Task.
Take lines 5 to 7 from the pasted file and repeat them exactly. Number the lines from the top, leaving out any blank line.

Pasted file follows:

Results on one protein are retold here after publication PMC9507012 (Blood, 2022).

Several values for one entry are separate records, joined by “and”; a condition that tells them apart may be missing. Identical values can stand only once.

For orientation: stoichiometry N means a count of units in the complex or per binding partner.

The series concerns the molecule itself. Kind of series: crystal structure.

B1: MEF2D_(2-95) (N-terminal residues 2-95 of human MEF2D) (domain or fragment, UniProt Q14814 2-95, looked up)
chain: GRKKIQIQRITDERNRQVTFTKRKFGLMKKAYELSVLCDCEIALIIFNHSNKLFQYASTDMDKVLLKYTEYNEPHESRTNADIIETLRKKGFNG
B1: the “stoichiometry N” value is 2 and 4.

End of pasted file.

B1: MEF2D_(2-95) (N-terminal residues 2-95 of human MEF2D) (domain or fragment, UniProt Q14814 2-95, looked up)
chain: GRKKIQIQRITDERNRQVTFTKRKFGLMKKAYELSVLCDCEIALIIFNHSNKLFQYASTDMDKVLLKYTEYNEPHESRTNADIIETLRKKGFNG
B1: the “stoichiometry N” value is 2 and 4.